History made on the third evening of Horse of the Year Show

History made on the third evening of Horse of the Year Show

Robert Walker landed his seventh Catplant Group of Companies Ltd. Show Hunter of the Year Championship, and third in a row, for owner Jill Dayon the third evening of Horse of the Year Show (HOYS).

The Lightweight Hunter, MHS Morning Master, gave the team another well-deserved spotlight down the centre line at “the world’s most famous horse show”, after impressing judges Gilly McCowan and Peter Crafts.

The bay gelding won the prestigious Supreme In-Hand Horse Championship here at HOYS as a three-year-old and stood overall Reserve Champion. Now, five years later, he’s had his winning moment under saddle.

Rob said: “He’s a performer; he’s always been a little operator into his bridle.

“We’re very lucky to have him, he’s had an unbelievable season.”

Rob took this Championship four times with the legendary View Point before his retirement after going Supreme at HOYS last year.

Reserve Champion went to Liz Prowting’s Middleweight Hunter, Bloomfield Eloquence, ridden in the ring by Loraine Homer, while Alice Homer fulfilled her duties over in the TopSpec Arena finishing fourth in the intermediate working hunters. She also joined her mum in the ring this evening on Liz’s second placed heavyweight, Bloomfield Distinction.

Eloquence, an eight-year-old grey gelding by Watermill Swatch, also took the Middleweight title in 2021 and has won the Royal International Ladies Hunter title twice with Alice.

“He’s been a superstar to our team, we adore him,” said Loraine. “He rode beautifully in there this evening; like riding on a piece of string.

“We have just started jumping him, so we may do a few novice workers next year and see how that progresses.”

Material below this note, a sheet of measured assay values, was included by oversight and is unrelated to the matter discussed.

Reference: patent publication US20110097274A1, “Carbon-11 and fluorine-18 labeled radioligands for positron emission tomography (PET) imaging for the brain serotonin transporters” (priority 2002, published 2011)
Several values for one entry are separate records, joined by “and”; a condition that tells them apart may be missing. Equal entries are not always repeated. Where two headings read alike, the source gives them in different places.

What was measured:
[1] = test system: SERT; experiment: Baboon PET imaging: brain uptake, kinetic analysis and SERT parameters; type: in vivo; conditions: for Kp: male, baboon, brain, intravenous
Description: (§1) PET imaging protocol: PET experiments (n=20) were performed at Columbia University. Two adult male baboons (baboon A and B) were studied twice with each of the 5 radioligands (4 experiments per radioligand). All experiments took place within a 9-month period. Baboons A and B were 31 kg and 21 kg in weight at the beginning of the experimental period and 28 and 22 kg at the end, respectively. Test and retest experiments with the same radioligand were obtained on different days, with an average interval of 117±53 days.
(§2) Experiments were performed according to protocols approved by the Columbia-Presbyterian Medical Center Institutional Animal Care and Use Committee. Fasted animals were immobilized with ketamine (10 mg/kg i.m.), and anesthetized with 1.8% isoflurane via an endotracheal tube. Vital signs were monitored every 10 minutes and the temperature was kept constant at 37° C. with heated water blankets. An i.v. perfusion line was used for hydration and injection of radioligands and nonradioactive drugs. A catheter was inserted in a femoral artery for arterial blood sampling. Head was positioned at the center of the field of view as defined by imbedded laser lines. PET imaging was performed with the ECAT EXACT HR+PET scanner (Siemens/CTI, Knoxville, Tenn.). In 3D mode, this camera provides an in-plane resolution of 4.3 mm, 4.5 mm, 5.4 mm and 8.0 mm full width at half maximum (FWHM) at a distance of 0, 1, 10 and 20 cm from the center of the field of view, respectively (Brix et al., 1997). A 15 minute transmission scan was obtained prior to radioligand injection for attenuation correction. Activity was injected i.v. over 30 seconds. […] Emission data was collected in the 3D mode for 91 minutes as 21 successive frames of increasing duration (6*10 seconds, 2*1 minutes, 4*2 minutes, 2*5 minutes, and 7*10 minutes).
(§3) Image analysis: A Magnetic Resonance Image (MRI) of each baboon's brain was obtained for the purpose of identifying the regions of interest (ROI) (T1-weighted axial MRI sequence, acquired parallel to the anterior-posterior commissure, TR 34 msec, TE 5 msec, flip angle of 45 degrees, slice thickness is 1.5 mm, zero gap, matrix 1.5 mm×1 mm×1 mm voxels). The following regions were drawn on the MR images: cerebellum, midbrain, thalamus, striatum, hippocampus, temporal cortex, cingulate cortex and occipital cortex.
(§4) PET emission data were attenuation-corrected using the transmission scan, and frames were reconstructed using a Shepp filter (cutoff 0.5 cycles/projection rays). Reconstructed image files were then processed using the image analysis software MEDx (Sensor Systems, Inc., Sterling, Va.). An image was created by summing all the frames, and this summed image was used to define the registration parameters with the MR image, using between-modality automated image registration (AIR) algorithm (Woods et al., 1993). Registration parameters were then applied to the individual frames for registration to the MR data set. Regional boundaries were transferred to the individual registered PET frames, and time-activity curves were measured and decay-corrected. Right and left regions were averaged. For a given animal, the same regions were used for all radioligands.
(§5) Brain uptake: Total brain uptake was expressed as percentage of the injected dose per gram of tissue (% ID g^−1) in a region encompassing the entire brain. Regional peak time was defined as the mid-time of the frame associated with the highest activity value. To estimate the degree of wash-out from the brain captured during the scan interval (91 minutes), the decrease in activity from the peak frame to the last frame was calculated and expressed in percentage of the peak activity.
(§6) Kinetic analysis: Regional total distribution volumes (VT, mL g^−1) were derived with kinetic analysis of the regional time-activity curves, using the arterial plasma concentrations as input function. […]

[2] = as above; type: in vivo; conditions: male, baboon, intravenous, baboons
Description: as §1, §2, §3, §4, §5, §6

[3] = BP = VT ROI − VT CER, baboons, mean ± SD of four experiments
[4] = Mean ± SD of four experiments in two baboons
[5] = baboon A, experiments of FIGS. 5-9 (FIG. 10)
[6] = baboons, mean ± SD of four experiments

Loraine and Alice are also looking forward to him having another year or two as a middleweight and contesting some more ladies’ hunters with Alice.

Dublin Street Fighter, owned by Mesdames Hookham and Treleaven and ridden by Matthew Ainsworth, reclaimed the Heavyweight Show Hunter of the Year title from 2021. Now in his third season with Matthew, the Irish Sports Horse proved what a true-to-type heavyweight he is.

Speaking after the class this morning Matthew said: “He’s been phenomenal. He’s a true heavyweight and just seems to smile at this show.

“He went superbly today and that’s credit to all the team.

“He’s very straightforward at home. My partner Charlotte basically treats him like a Labrador; he has no pressure at all. He hacks around and has a nice time.”

Dublin Street Fighter was also awarded the The Worshipful Company of Farriers overall Best Shod award, which was presented separately in the ring. Matthew also finished second in the Middleweights with Lyssa Sheppard’s Alfie Connor in third.

The Price Family Supreme In-Hand Championship is widely considered the hardest Championship to qualify for here at HOYS, but the ultimate one to win. To qualify, horses and ponies must have stood In-Hand Champion at a major county show.

Angela Smith and Paul Mortimer’s three-year-old colt, Tremarl Timber (Tim), was awarded the prestigious accolade after winning the Horse section.

Handled by Simon Charlesworth in the ring, Vicky Smith was eagerly watching from the side lines and was over the moon with the win. Vicky has had much success here at HOYS in ridden classes and also placed with her coloured mare in the In-Hand Supreme, but had assumed that would have been the last of her In-Hand success.

“My mum [Angela] has been coming here to HOYS for years to watch me ride and she’s never owned a horse. I spotted him and said to her, ‘mum, we really need this horse’.

Vicky contacted Paul [Mortimer] and didn’t even have a photo to show him, but they knew the horse had potential and made the purchase. Simon has been helping to give him an education and the future looks extremely bright for Vicky and Tim.

The Welsh stallion Gwynfaes Seren Wledig stood Reserve Champion, handled by Dorian Lloyd and owned by the Evans family. The 12-year-old by Gwynfaes Culhwch qualified at the Royal Welsh where he also stood Supreme this year.

Dorian said: “We’ve been fortunate to be able to show him since a two-year-old and he’s won in every corner of the country. In 10 years of showing him he’s only ever been second twice and they were as a youngster.

“He’ll probably retire to stud now… His progeny have gone on under saddle so we’re very fortunate.”

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